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10 Proven Reasons Why You Should Speak and Read to Your Baby

Most paediatricians are in agreement that it is never too early to start reading to your baby. But reading to them isn’t everything – even just talking to your baby will help them to develop, and get them used to the rhythms and cadences of the human voice.

Here are 10 simple steps you can take to help your baby on the road to literacy, and an outline of the benefits they can bring:

1. Make sure you spend time talking, reading and singing to your baby. The more you speak directly to your baby, the better it is for their overall development.

2. Start reading early and often to your child. Even though you might think a baby is too young to understand what you are reading, reading to them can have a beneficial effect, as they love listening to the human voice.

3. Talk to your baby or toddler when you bathe them, change their nappy, and feed them. This gets them used to language and everyday conversation.

4. As well as reading to your baby, it is good to start by singing them songs, nursery rhymes and lullabies. This gets them used to patterns of sounds and allows them to start associating language and learning with the security of their parents’ voices.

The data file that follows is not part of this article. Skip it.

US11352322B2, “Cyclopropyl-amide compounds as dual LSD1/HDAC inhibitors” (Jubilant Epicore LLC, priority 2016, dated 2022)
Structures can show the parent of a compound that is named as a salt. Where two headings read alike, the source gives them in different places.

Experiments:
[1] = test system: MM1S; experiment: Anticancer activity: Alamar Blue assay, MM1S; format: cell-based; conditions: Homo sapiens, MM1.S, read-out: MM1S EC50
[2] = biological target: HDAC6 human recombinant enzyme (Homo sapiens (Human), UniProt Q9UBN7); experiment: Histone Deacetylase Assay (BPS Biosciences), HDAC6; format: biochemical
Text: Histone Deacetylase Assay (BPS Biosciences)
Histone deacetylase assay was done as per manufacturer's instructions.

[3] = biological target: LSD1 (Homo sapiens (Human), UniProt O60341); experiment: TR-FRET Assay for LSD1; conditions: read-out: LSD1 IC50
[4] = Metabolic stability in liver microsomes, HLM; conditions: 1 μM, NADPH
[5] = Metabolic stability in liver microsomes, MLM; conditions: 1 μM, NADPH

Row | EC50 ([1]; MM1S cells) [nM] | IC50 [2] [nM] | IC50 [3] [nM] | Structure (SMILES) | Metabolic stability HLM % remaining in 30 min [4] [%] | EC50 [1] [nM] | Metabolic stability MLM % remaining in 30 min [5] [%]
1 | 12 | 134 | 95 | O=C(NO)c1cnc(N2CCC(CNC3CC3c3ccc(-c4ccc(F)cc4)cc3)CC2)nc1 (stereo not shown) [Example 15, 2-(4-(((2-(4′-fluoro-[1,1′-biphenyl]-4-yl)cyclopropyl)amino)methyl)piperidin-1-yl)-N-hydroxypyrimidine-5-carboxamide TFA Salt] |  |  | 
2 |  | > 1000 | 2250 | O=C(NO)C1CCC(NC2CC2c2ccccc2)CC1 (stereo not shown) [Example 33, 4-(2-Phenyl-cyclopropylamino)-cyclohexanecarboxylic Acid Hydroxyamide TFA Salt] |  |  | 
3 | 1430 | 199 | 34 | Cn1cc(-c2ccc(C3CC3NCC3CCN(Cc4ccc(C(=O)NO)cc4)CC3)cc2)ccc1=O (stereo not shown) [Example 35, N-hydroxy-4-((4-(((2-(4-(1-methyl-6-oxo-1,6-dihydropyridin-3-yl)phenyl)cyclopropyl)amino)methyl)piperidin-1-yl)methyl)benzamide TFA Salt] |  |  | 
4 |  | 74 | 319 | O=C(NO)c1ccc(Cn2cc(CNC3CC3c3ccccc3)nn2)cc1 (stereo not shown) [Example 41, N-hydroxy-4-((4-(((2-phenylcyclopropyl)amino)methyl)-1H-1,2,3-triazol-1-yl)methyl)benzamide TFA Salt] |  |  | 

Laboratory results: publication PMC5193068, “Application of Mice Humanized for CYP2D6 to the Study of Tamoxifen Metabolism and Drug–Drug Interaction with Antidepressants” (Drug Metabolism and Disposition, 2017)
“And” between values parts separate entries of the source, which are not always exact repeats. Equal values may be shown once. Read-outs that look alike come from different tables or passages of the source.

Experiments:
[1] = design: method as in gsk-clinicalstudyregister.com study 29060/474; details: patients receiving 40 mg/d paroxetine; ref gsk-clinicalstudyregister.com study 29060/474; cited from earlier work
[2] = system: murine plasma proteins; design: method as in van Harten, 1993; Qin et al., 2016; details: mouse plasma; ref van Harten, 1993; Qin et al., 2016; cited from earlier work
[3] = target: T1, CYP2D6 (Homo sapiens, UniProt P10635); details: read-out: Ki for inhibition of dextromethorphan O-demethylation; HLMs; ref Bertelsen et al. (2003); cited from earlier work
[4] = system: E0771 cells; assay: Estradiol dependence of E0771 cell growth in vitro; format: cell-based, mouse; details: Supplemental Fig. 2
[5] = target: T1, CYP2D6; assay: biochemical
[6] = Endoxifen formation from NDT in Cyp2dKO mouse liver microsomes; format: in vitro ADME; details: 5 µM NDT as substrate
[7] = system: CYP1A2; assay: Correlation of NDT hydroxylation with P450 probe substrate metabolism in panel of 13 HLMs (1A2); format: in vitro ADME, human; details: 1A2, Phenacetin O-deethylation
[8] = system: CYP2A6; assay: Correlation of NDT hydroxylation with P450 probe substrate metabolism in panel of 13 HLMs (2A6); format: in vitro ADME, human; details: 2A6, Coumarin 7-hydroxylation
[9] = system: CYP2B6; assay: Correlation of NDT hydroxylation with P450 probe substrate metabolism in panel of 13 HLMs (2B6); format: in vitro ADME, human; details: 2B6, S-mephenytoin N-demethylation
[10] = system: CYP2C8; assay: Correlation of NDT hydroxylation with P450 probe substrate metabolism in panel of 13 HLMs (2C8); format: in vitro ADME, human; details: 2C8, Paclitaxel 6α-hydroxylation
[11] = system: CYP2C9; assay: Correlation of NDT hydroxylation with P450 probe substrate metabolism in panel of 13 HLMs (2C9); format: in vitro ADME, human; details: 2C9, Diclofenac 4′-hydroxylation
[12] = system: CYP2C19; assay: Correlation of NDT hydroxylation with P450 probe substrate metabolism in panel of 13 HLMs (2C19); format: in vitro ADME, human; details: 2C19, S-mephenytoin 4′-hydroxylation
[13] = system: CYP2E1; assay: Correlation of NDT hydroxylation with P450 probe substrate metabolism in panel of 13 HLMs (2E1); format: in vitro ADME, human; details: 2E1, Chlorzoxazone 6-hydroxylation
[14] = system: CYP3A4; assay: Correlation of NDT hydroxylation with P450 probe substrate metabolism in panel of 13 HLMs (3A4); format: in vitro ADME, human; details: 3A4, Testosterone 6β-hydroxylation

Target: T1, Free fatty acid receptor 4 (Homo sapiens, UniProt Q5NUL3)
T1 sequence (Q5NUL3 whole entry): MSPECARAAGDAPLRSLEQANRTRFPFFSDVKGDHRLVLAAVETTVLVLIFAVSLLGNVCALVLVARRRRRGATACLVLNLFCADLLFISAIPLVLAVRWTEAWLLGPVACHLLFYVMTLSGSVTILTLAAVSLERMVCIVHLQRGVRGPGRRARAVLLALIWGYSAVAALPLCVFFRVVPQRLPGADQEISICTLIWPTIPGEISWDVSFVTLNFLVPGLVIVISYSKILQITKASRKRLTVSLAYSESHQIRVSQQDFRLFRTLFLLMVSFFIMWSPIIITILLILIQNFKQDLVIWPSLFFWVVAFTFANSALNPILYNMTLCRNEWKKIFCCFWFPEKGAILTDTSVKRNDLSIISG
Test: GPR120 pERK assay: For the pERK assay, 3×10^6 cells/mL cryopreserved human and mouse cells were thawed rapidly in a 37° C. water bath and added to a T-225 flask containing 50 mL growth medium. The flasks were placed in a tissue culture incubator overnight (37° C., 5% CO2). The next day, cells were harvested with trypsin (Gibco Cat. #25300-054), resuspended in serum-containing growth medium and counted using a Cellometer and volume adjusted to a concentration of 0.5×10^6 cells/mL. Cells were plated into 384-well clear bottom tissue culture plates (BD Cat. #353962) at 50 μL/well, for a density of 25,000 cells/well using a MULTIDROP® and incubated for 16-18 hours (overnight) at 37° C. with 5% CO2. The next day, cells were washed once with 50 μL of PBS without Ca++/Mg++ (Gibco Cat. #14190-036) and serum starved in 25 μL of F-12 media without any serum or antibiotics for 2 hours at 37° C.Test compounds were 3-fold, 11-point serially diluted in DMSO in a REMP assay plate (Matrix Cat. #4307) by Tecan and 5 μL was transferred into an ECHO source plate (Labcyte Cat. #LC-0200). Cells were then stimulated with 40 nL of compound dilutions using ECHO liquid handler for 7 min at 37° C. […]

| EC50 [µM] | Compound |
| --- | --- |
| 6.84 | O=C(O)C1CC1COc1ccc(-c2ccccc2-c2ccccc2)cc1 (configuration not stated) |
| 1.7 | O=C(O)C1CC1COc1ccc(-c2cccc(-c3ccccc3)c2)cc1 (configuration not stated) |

5. When you read to them, let your baby turn the pages – this gives them a sense of involvement, as well as letting them know that we read from left to right.

6. Read often to your baby, but keep it brief, as their attention span at this age is extremely short.

7. When you read to your baby, hold their attention by pointing out characters and objects in the pictures.

8. Following the words with your finger as you read them allows your baby to get an idea of word order.

9. When your baby is around 6 months old, start introducing him to simple, brightly coloured illustrated books, which will hold his attention. ‘Touch and feel’ books are great as they require more use of the senses, and so provide more of a learning experience.

10. Try to read books with plenty of rhymes in them. Children respond well to rhymes, as they memorize them and expect to hear the words repeated.

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